Colombia

Overview

Colombia has faced one of the world’s most acute internal displacement situations associated with conflict and violence over five decades. The government and the Revolutionary Armed Forces of Colombia (FARC), the country’s largest armed group, signed a peace agreement in 2016 which put an end to a conflict that had lasted for more than 50 years. This was a highly significant development and a prerequisite for achieving durable solutions for the country’s IDPs. Obstacles remain, however, including compensation, land and property restitution, and implementation of points agreed in the peace deal. Sudden-onset disasters and large-scale land acquisitions for development projects have also triggered displacement.

Other illegal armed groups remain active despite the peace agreement, and their activities triggered about 139,000 new displacements in 2019. The Pacific coast departments of Nariño and Chocó were the most affected as 40 events of mass displacement affected more than 23,000 people. The northern department of Norte de Santander was also severely affected at the same as trying to deal with the mass influx of Venezuelans crossing the border. Disasters, mainly floods, triggered 35,000 new displacements in 2019. Around 5.6 million people were living in displacement as of the end of the year.

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Latest new displacements
Risk of future displacement

Average expected number of displacements per year – for sudden-onset hazards:

IDMC uses information about the probability of future hazard scenarios to model displacement risk based on probable housing destruction. Find out how we calculate our metrics here and explore the likelihood of future displacement around the world here.

Discontent in rural areas arising from economic inequality, political exclusion, corruption, poor governance, the uneven distribution of land and resources and territorial marginalisation led to the outbreak of armed conflict in Colombia in the mid-1960s. The country’s five-decade war involved government security forces, guerrillas, paramilitary groups and criminal groups. It began mostly in rural areas, but over time spread throughout the country. Non-state armed groups, the largest of which was the Revolutionary Armed Forces of Colombia (FARC), were particularly active in areas where state presence was weak or absent.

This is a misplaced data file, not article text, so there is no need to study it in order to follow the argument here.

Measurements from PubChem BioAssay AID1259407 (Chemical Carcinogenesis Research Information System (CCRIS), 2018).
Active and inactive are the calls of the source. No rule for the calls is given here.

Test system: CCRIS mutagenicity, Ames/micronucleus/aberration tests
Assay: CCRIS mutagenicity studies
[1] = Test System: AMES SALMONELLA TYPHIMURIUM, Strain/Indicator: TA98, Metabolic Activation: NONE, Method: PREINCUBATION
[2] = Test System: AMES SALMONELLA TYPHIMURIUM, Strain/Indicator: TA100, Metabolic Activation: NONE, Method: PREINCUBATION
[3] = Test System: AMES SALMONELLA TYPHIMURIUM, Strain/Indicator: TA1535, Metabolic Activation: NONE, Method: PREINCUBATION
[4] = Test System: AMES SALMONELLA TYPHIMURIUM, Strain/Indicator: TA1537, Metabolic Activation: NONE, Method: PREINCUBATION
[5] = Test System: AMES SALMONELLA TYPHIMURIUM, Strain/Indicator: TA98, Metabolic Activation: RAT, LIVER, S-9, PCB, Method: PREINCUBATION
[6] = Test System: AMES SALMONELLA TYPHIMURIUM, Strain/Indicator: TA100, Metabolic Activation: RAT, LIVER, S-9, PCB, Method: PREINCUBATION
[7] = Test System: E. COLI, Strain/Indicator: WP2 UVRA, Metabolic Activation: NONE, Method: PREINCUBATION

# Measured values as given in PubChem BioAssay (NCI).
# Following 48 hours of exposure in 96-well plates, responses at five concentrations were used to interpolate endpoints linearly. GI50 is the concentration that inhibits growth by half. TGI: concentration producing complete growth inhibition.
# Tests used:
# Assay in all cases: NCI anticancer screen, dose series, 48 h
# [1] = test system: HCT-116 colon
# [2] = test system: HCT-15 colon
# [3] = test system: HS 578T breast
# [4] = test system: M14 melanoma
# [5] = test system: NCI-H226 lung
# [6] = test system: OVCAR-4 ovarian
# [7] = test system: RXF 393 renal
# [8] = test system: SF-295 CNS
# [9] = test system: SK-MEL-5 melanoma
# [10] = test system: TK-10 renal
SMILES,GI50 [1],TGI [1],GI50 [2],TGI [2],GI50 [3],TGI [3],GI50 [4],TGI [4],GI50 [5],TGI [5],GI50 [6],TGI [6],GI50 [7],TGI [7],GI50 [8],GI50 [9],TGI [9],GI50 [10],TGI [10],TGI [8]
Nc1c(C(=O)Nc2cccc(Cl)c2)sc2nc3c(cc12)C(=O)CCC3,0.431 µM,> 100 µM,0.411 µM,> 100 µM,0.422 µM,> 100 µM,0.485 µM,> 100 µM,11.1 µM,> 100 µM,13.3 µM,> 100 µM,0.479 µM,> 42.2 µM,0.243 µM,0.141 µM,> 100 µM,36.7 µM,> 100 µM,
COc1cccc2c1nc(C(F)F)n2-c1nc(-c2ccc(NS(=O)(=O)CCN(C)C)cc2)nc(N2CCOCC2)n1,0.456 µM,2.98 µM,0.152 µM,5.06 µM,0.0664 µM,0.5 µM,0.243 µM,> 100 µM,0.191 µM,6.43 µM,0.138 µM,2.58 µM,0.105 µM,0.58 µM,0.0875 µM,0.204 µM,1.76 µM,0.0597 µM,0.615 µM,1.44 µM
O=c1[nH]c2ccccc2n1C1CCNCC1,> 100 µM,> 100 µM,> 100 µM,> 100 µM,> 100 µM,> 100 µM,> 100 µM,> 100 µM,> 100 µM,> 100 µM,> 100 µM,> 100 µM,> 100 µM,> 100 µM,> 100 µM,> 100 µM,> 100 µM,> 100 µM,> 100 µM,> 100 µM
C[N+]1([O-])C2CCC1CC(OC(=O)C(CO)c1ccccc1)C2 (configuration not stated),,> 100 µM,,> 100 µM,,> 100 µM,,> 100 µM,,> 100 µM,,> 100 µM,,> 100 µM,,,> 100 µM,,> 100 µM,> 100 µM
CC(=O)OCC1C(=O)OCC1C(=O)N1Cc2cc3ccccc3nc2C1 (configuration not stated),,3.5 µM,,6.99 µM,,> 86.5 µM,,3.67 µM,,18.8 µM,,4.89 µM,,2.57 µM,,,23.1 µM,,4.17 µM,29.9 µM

Land issues were at the heart of the conflict and remain a key factor in ensuring a sustainable peace. Counterinsurgency operations, fumigation campaigns to eradicate coca plantations, and a failure to provide meaningful economic alternatives, particularly to poor farmers growing coca, fuelled further conflict and displacement. It is estimated that more than 4.5 million hectares of land were seized or abandoned during the conflict.

The government and the FARC signed a historic peace agreement in 2016, but the country’s military has struggled to secure areas the demobilised guerrilla group used to control. Other armed groups vying for control of land, illegal mining, drug plantations and trafficking routes have filled the new vacuum, leading to renewed instability.

Fighting between three armed groups, the National Liberation Army (ELN), the Gaitanista Self-Defence Groups (AGC) and FARC dissidents, triggered most of the 139,000 conflict displacement recorded in 2019. The figure is a small decrease from the 145,000 recorded in 2018, but a sign that insecurity remains high. The 2016 peace deal lays out a plan for comprehensive rural reform, including details on land restitution and farmers’ land rights, but the extent to which its provisions will be successfully implemented remains to be seen.

Colombia also faces a high risk of disaster displacement. The Andean mountain range, which includes active volcanos, covers about a third of the country, and seismic risk is high. Cities, including the capital Bogotá, are at high risk of earthquakes, floods and landslides, and poor communities on the Pacific coast are exposed to floods and tsunamis. Rapid and unplanned urbanisation, dense informal settlements in hazard-prone areas and a significant amount of construction in violation of safety regulations have played a role in increasing disaster risk in some towns and cities. Flooding and landslides are common, especially during the rainy seasons.

Sudden-onset events, mainly floods, landslides and earthquakes, displace tens of thousands of people every year. There have also been some outlier events, such as the El Niño phenomenon in 2010, which led to unprecedented flooding and landslides throughout the country and the displacement of three million people. About 35,000 new disaster displacements were recorded in 2019.